Private equity buyouts in South Korea reached their highest first quarter valuation in more than a decade, with US$3.47 billion spent across 12 transactions. This figure represents a 31% value increase compared to the same period in 2016 (US$2.65 billion, 13 transactions), and a strong recovery from a discouraging US$0.87 billion value in 2016’s third quarter.
Domestic deals continue to dominate the PE landscape (77% in 2016), with firms such as MBK Partners, Hahn & Company and IMM establishing themselves as front runners within the South Korean PE market. MBK has already conducted the highest-valued deal of the year so far, agreeing to purchase DaeSung Industrial Gases from its shareholders for US$1.7 billion.
Interest from international PE funds has also grown in recent years, with 13 buyout transactions totalling US$1.16 billion announced in 2016 marking the second highest annual deal count on record following 2104 (14).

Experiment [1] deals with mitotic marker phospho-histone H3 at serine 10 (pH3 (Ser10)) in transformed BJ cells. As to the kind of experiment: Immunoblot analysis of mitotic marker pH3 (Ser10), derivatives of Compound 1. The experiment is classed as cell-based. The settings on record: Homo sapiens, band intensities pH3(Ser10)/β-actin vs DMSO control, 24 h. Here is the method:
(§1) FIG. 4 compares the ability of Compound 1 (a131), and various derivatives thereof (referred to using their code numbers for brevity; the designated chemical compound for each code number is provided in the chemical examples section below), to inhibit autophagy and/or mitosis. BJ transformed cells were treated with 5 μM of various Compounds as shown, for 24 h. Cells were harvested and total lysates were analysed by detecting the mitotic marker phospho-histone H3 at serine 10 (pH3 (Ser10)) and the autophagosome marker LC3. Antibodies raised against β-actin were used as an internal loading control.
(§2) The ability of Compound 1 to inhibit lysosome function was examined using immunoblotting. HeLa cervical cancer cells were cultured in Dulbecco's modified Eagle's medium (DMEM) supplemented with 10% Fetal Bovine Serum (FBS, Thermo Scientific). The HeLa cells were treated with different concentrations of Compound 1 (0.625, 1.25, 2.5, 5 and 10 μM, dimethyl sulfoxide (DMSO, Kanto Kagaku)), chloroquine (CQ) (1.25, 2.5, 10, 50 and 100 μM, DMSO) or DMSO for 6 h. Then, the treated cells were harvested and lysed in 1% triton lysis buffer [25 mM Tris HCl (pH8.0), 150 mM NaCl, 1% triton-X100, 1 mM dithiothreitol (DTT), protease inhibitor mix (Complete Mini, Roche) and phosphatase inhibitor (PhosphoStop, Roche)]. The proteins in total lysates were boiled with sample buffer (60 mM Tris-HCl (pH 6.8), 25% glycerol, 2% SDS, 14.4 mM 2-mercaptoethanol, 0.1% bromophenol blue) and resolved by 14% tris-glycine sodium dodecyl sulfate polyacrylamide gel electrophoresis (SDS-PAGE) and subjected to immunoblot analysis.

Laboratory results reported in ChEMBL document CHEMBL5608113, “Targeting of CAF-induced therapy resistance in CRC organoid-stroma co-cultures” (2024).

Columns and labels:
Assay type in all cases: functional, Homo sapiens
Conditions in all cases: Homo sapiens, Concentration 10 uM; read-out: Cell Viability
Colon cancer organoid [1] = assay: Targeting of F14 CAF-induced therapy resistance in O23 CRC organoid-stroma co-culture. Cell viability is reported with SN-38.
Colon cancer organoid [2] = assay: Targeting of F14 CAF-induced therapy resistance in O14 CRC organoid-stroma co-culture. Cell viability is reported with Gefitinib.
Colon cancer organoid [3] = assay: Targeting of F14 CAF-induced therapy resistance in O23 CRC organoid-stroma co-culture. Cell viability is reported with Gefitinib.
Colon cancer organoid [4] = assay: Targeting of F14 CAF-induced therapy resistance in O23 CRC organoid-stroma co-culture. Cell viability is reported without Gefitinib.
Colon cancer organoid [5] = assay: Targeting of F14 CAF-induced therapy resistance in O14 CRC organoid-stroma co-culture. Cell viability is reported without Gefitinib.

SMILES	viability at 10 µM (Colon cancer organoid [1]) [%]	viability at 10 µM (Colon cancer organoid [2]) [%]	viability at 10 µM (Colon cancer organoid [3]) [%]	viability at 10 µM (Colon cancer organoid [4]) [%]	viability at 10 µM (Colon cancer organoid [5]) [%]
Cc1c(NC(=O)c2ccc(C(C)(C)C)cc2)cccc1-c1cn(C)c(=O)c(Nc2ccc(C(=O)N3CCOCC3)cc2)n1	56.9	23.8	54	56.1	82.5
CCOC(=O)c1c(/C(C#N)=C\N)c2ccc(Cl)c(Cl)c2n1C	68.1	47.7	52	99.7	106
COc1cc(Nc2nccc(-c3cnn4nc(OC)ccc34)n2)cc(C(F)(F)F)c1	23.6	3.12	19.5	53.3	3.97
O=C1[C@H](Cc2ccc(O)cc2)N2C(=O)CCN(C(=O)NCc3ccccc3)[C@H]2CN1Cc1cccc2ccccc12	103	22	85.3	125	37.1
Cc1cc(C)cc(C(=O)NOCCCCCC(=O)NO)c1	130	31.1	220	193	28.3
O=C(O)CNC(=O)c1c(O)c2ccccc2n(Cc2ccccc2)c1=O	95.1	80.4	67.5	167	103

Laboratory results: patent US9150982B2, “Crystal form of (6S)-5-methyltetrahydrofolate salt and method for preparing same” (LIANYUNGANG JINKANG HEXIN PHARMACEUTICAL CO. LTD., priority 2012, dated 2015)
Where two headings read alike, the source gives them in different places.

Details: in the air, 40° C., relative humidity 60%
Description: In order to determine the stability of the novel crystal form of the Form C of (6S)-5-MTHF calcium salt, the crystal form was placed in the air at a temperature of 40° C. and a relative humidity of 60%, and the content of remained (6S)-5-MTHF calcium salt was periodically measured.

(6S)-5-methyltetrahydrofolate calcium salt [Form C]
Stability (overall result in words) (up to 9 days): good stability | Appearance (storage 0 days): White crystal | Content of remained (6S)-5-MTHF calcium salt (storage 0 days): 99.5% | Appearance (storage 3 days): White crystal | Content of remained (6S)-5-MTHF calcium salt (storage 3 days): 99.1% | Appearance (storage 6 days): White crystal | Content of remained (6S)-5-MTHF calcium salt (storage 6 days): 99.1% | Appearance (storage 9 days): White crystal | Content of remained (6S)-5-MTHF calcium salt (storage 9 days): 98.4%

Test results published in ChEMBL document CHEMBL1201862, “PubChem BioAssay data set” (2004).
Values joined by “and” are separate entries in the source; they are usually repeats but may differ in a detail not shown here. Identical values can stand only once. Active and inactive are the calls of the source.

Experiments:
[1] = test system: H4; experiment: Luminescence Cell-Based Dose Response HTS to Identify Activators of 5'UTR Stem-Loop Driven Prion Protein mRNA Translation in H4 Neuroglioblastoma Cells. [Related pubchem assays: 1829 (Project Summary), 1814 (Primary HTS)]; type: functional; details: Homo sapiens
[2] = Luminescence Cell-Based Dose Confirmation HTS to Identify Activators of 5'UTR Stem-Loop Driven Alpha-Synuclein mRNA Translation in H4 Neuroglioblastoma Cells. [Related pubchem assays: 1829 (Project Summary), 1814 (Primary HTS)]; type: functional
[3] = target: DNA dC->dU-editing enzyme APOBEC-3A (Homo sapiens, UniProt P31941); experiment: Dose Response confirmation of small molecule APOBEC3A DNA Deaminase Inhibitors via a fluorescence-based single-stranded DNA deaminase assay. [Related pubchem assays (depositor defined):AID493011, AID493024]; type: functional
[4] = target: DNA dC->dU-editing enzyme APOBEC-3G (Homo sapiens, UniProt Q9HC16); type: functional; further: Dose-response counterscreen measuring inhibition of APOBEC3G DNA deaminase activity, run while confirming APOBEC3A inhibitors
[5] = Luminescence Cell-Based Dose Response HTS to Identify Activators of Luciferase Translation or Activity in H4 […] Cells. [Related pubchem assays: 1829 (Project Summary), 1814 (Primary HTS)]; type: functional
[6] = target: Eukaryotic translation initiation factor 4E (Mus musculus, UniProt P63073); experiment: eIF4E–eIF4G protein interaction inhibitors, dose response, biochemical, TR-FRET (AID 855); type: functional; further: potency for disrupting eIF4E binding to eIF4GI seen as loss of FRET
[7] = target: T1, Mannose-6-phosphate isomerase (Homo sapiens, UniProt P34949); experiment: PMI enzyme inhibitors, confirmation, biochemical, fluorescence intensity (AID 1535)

The US was the most active cross-border bidder in 2016, having invested in a total of six deals worth US$477 million. The highest valued transaction was the US$325 million buyout of a 60.39% stake in South Korean cosmetics maker Carver Korea by a consortium led by Bain Capital and Goldman Sachs.
A 2016 White & Case report South Korea: Building for the future highlighted how South Korea’s digital infrastructure and skilled workforce has proved a draw for global investors. "Equity markets are very dynamic in South Korea,” the report observes. “South Korea is also an investment-friendly environment for private equity, and several global funds are investing here.”
As South Korea emerges as a viable PE market, deals are likely to accelerate in the coming year. Multiple deals in the pipeline, such as the upcoming sales of Sungshin Cement, EBest I&S and Dongbu Express, will provide ample opportunities for international and local funds alike to invest their cash.